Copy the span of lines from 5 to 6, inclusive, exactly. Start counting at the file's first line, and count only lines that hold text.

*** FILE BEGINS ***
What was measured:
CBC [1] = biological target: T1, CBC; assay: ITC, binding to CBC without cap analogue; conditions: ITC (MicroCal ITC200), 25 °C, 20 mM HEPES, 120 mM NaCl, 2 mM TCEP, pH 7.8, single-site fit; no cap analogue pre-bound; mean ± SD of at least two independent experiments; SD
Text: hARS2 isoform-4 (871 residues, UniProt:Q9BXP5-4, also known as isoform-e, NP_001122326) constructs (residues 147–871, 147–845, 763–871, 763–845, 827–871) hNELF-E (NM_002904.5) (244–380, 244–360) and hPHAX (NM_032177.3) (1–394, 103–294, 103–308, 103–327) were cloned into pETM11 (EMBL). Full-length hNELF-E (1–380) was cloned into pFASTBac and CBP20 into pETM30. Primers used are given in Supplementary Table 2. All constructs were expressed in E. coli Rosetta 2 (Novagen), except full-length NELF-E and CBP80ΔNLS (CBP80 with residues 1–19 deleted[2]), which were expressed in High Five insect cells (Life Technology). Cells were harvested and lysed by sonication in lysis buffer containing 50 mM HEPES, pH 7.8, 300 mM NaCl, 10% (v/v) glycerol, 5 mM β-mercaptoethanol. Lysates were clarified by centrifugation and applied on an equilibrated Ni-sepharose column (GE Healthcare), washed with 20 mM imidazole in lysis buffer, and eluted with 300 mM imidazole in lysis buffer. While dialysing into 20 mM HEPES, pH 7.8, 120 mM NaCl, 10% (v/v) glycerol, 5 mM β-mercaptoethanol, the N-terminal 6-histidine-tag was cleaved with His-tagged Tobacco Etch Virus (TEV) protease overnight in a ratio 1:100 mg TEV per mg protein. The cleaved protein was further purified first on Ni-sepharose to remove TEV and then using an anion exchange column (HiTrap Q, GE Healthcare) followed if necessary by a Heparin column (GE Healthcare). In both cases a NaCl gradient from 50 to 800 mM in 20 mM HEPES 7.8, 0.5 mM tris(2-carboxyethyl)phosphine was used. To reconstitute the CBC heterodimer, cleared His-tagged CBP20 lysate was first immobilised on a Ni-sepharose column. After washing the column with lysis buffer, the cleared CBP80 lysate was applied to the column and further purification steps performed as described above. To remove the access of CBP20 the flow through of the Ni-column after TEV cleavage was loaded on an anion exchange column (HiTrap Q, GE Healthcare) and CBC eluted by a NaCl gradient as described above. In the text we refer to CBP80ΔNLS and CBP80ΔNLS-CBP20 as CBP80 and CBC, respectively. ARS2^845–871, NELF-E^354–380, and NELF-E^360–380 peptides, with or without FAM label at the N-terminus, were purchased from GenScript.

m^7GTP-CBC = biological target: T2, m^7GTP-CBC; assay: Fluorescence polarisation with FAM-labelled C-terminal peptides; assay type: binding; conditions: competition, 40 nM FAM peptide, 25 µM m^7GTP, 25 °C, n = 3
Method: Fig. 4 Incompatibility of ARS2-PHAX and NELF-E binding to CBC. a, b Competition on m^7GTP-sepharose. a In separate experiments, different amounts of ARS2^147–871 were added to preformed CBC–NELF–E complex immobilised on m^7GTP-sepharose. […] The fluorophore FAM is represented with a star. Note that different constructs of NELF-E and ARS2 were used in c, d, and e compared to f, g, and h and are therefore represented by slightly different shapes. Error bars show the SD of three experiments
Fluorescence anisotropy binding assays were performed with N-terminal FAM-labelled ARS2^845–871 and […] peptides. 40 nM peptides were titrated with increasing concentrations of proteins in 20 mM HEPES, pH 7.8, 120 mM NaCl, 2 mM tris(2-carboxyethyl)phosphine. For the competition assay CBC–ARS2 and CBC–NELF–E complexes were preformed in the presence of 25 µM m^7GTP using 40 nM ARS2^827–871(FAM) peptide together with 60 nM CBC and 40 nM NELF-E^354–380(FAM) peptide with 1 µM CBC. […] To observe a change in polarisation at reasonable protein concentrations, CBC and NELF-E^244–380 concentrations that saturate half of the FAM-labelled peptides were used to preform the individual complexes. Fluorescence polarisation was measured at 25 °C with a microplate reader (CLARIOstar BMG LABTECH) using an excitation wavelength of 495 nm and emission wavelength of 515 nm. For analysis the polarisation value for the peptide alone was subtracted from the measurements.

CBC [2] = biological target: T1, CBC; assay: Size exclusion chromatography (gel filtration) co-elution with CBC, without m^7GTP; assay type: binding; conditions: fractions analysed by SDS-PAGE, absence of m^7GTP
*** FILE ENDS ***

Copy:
Method: Fig. 4 Incompatibility of ARS2-PHAX and NELF-E binding to CBC. a, b Competition on m^7GTP-sepharose. a In separate experiments, different amounts of ARS2^147–871 were added to preformed CBC–NELF–E complex immobilised on m^7GTP-sepharose. […] The fluorophore FAM is represented with a star. Note that different constructs of NELF-E and ARS2 were used in c, d, and e compared to f, g, and h and are therefore represented by slightly different shapes. Error bars show the SD of three experiments
Fluorescence anisotropy binding assays were performed with N-terminal FAM-labelled ARS2^845–871 and […] peptides. 40 nM peptides were titrated with increasing concentrations of proteins in 20 mM HEPES, pH 7.8, 120 mM NaCl, 2 mM tris(2-carboxyethyl)phosphine. For the competition assay CBC–ARS2 and CBC–NELF–E complexes were preformed in the presence of 25 µM m^7GTP using 40 nM ARS2^827–871(FAM) peptide together with 60 nM CBC and 40 nM NELF-E^354–380(FAM) peptide with 1 µM CBC. […] To observe a change in polarisation at reasonable protein concentrations, CBC and NELF-E^244–380 concentrations that saturate half of the FAM-labelled peptides were used to preform the individual complexes. Fluorescence polarisation was measured at 25 °C with a microplate reader (CLARIOstar BMG LABTECH) using an excitation wavelength of 495 nm and emission wavelength of 515 nm. For analysis the polarisation value for the peptide alone was subtracted from the measurements.